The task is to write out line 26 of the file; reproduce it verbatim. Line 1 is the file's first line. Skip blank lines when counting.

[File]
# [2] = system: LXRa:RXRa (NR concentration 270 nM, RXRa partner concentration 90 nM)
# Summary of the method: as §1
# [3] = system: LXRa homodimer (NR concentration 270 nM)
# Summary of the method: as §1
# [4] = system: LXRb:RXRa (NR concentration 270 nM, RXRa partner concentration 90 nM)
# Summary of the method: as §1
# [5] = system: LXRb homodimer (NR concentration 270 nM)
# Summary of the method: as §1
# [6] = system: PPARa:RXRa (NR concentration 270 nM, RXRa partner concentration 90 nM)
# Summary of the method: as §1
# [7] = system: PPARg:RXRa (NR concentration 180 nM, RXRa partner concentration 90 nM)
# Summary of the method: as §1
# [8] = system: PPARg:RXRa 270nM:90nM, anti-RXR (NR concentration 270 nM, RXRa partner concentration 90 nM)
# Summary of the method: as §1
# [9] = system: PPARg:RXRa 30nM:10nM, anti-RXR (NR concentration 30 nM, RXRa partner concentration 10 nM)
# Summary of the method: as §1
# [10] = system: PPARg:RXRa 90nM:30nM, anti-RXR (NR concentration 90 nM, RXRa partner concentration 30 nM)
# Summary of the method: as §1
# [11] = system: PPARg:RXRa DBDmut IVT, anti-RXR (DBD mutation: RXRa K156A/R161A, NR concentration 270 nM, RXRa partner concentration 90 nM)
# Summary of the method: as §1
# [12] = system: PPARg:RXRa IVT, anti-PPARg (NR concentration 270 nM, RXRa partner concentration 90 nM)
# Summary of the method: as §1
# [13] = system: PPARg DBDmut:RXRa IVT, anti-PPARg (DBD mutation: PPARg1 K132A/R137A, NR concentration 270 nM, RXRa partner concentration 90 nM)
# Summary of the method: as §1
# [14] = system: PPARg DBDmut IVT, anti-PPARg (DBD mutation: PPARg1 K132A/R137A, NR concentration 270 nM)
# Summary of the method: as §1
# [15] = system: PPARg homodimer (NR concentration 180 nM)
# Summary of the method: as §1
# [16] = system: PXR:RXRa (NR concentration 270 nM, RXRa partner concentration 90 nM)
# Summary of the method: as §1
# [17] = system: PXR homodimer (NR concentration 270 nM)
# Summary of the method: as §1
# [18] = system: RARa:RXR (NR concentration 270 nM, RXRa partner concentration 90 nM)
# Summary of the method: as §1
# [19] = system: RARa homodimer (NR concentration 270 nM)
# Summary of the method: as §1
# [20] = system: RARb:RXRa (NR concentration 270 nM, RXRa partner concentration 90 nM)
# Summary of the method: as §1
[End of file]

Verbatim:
# Summary of the method: as §1